Saturday, September 02, 2006

Give me that Westernizing Strongman?

I got into a debate about democracy in the greater Middle East (many geography buffs would object to my including Afghanistan in the Middle East instead of Central Asia) with Mister Ghost, a co-host of Iraqi Blogger's Central and with Paul Edwards, host of Anti-Subjugator. They both challenged me with their views (which are not identical), so I thought I would summarize my views on why the United States is correct in preferring democracy over a Westernizing strongman in Afghanistan and Iraq.

Democracy: Everyone's second favorite choice

Let me start by admitting that democracy isn't my favorite regime. I prefer a limited role for government in the economy and politicians always have a hard time delivering on this agenda. Occasionally I get tired of hoping that the right politicians will get elected and enact all of my pet causes into law. A free-enterprising strongman superficially might seem like the solution.

But then there are some people I know for whom the pro-life/anti-abortion issue means almost everything. Rather than wait for another round of election returns hoping for a pro-life Congress, President and federal courts, they might want to cut corners and establish a pro-life strongman. And then there are the environmentalist people who have become impatient waiting for tougher fuel efficiency regulations on cars and SUVs. They fear global warming. So, they want a green strongman.

If we all tried to enact our political agendas by setting up a strongman who agrees with us, we would have one messy civil war. In fact, that's exactly what America had when many Southern planters were more committed to their investment in African-American slaves than they were to democracy as a principle. Afghanistan Iraq are currently suffering from low-level civil wars because certain factions are more committed to their political agendas than towards democracy.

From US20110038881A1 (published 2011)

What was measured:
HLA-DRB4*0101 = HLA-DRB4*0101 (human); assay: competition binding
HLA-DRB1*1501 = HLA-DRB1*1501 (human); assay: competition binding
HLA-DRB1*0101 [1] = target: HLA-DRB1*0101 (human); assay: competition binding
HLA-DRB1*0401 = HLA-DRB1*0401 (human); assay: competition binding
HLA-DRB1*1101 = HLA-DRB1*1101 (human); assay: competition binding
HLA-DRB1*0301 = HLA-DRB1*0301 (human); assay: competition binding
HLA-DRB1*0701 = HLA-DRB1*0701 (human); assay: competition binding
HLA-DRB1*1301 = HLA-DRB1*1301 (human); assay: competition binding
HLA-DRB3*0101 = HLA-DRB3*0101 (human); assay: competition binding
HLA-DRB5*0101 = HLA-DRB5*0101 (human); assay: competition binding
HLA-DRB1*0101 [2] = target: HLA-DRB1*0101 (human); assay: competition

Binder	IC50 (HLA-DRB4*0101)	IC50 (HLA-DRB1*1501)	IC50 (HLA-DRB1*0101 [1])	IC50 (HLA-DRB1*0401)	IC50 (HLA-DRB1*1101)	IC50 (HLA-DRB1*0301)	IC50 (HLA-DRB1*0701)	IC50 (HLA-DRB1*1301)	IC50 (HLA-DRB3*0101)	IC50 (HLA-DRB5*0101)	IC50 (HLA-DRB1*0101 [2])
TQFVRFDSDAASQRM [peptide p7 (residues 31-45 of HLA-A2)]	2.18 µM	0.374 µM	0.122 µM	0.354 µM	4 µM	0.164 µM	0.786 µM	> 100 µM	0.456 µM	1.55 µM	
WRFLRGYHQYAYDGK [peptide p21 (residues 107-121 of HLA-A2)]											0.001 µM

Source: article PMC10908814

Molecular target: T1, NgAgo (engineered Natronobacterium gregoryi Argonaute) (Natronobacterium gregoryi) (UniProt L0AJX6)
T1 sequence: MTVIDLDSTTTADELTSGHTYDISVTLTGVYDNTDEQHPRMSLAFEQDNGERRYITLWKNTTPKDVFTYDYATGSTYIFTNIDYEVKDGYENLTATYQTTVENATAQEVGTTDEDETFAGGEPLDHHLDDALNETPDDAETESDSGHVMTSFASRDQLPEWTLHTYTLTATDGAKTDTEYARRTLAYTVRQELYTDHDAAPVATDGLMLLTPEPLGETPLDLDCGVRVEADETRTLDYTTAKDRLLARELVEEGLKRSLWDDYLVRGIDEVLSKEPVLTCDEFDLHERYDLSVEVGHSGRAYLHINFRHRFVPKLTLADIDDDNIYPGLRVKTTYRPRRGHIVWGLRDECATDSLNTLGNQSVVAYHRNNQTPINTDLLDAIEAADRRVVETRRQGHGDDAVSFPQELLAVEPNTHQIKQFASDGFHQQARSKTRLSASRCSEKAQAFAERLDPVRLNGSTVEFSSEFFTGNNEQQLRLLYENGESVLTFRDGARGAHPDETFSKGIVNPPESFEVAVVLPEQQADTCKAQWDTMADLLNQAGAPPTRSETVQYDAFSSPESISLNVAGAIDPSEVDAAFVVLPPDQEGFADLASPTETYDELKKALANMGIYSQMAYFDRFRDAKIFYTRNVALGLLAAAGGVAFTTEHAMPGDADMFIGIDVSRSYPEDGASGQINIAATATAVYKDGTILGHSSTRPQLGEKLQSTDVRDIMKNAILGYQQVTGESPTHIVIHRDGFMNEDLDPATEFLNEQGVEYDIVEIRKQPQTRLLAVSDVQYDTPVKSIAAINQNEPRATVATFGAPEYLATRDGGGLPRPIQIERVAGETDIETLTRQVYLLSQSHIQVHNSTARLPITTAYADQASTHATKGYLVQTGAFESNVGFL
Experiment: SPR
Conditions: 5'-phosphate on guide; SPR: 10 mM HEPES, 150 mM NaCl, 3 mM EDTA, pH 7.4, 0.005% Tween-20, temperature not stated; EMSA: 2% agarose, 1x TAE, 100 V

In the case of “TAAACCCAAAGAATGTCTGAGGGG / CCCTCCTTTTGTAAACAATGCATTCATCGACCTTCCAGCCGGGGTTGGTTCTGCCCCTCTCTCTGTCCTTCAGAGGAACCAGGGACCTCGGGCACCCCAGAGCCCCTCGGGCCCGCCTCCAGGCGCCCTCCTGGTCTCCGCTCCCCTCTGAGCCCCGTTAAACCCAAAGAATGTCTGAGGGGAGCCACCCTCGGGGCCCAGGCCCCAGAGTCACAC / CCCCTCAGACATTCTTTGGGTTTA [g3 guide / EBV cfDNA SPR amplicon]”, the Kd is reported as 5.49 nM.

In a democracy we do not have to agree that the elected government always makes wise or even moral choices when it comes to enacting and enforcing law. It simply means that people who disagree on policy issues settle them in the court of public opinion instead of civil war.

I can name that strongman in ......

The strongman that people think of most often is Kemal Ataturk, the founder of modern Turkey. But there is a reason why he is often the only example of a westernizing dictator mentioned. No other Middle Eastern dictator was truly successful in westernizing his country while staying in power. The Shah of Iran did westernize Iran before he was overthrown in the 1979 Islamic revolution. Thus, the largest obstacle to setting up a westernizing strongman in the Middle East is that he has to rule harshly enough to remain in power, lightly enough to allow freedom to take root. It's a tightrope that is nearly impossible to walk.

Democracy's secret weapon: Legitimacy

If maintaining freedom while enforcing law and order are so difficult for a dictator to do simultaneously, how do democracies do it? It's called "legitimacy." Simply by getting elected a politician has demonstrated that his views are reasonably representative of his constituents. So, the number of people likely to disobey the law because they disagree with it is already reduced to some extent because the laws reflect (however imperfectly) the attitudes of preferences of the people. In addition, when people have an opportunity to participate in the making of law (by voting or voicing their opinions or holding elective office) they believe they have a stake in the democratic system. Thus, those citizens, policemen, judges and prosecutors are who disagree with the law and the politicians holding office are more likely to be cooperative.

The pro-lifer who doesn't bomb an abortion clinic, the environmentalist who doesn't vandalize SUVs, the guy who prefer lower taxes who doesn't scheme to blow up an IRS office, they are the people who keep a democracy from descending into civil war. In a dictatorship these people described above have no electoral contest to which to look forward.


President Bush presents his policy of supporting democracy in Iraq and Afghanistan as the harder choice but one that is true to American values. This is seems to be true. But when America topples a dictatorship, planting a democratic regime in its place is actually a pragmatic choice and the one that is most likely to lead to stability. Where stability was previously purchased by brute force in Afghanistan (under the Soviet puppet dictator and later the Taliban) and Iraq (under the Saddam Hussein regime), these nations are currently attempting to obtain stability through the legitimacy of the democratic process.